What is Vercel's policy regarding load testing deployments?

When hosting your online business on a platform, it's essential that your app remains functional under high load. While the Vercel platform handles billions of requests each week, we do understand that you may wish to perform a load test. Read on to learn about Vercel's policies for planning and executing load tests.

WARNING: Load testing is only permitted on Enterprise plans. If you wish to perform a load test prior to starting an Enterprise contract, this must be discussed with the sales manager responsible for your account.

What is Load Testing?

Load testing is the process of testing if your site can handle a high number of visitors when live, by simulating multiple requests to your site.

Considerations before Load Testing

The Vercel platform was built to provide teams with peace of mind when launching their websites. As a Serverless and CDN solution, Vercel is highly scalable out-of-the-box and doesn't require human intervention to adjust server instances nor load-balancers. See the Serverless Functions documentation to learn more.

As an Enterprise customer, one of your most important perks is access to our Solutions team. The Solutions team are Next.js experts that can help with architecture choices and identifying possible points of failure. You can reach out to the team before performing any load tests. It is important to certify that your upstream providers can handle the load and that your functions are as performant as possible.

The bottleneck of your application is likely to be one of the APIs, Databases, CMSs, or data storages used in server-side code. So load-testing those resources directly can give you a good picture of the state of your deployment.

Real world example

PayPal can process around 1000 transactions per second during the holidays. If your Serverless Functions are returning in 200ms, your application is able to handle up to 5000 requests per second in a single region. To calculate this number, take the following equation:


The formula above is representing the maximum amount of requests per second for Serverless Functions in a single Vercel region. Note that the concurrency limit on Hobby and Pro plans is 30,000 and 100,000 on Enterprise.

The average response time of your functions is generally responsible for the reduced throughput of your application, and that is why it is vital to test upstream providers so they can reply to calls as fast as possible.

From the equation, if the average response time goes up given a constant concurrency limit, the maximum amount of requests per second will decrease proportionally.

As an example, take a static landing page that calls an authentication API route a single time in the path /api/auth. The authorization function is a little slow, and returns, on average, in 250ms. Using an example of 1000 connections and assuming the function was deployed to a single region, you would have the following result:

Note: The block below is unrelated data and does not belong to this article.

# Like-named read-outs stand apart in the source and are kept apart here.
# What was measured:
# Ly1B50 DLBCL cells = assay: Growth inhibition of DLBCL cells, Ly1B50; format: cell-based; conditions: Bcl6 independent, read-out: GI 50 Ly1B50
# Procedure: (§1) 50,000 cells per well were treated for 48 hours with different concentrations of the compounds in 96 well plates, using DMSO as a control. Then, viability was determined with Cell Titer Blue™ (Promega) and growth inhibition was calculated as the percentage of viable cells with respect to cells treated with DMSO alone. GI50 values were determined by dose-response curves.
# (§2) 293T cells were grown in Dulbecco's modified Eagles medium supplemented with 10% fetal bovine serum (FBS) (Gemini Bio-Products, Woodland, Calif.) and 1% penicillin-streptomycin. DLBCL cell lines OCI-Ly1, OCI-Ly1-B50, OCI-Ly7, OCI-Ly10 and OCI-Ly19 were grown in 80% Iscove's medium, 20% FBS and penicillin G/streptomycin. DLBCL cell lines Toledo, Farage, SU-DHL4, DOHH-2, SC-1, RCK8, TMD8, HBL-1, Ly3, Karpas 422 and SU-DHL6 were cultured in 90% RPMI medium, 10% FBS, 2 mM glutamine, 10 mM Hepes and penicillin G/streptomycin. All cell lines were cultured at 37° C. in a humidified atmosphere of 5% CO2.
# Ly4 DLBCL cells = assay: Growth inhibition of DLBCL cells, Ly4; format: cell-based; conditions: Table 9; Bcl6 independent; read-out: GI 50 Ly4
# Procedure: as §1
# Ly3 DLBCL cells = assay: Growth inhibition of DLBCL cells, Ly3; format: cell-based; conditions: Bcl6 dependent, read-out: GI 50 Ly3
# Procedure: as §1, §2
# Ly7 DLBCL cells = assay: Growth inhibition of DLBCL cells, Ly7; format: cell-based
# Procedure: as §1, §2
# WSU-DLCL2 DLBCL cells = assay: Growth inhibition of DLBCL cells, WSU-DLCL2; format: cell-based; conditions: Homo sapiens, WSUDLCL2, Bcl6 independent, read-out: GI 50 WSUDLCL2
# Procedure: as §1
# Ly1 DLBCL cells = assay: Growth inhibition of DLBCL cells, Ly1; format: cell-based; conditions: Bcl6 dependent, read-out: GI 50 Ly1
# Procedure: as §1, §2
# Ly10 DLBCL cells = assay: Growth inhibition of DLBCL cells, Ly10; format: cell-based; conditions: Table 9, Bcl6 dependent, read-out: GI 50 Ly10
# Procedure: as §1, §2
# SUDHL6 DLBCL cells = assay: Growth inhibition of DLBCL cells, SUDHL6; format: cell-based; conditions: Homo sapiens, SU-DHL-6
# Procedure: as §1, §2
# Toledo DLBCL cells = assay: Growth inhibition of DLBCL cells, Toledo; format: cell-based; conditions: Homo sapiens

This means the website could support approximately 4000 new visitors each second if those visits are triggering Serverless Functions. If 5000 visitors access the SSR page in the same second, it is possible that a thousand of them will see a failure from /api/auth.

Expanding the capacity of your functions

There are a number of ways to expand the capacity of your Serverless Functions:

  • Caching: If the data returned by the API or page can be cached and is public, consider adding a cache-control header to the response. Please refer to the documentation on cacheable responses
  • Deploying to multiple regions: Enterprise customers can deploy to multiple regions. However, you should always consider using regions as close as possible to your data source. Check our article on How to choose the best region for your deployment. If you still want to deploy to multiple regions, check out the regions configuration documentation
  • Reduce Serverless Function response time: It is always best to optimize the response time of your Serverless Functions. You should always insert timeouts for DB queries or API calls, and deploy functions geographically close to your data sources

Load Testing with Vercel

Having read the above, if you still want to proceed with load testing on Vercel you should begin by contacting your CSM, who will coordinate the tests with your team, the Vercel Infrastructure team, and the Solutions team to ensure everyone is aligned.

Required information

If you have received approval from either Vercel Support or your CSM to perform a load test you will be asked to provide the following information:

  • The start and end time/date
  • Estimated maximum number of requests per second
  • The target hostnames
  • Geographical source (e.g. AWS/GCP region)
  • Source IPs (must be < 1000)
  • Will the test be distributed geographically, or localised?

Providing the above information is received, it will be reviewed by the infrastructure team who will then approve the request via Vercel Support or request further information if required.

Important information to consider

Additional usage

Load tests can cause a spike in usage, both on Serverless Function invocations and third party services that are being used by those functions. This can have the effect of causing unwanted additional usage and billing if not handle correctly.

It is recommended to create a testing environment if possible, or logic to mock third party responses.

Finally, check your contract and warn stakeholders that additional usages will occur depending on the size of the test.

Log Drains must be installed

All requests hitting Vercel will result in entries to the Log Drains provider of your choice. The rows stored in the provider can give you an idea of your Serverless Functions P75, all status codes returned, and error messages if they exist.

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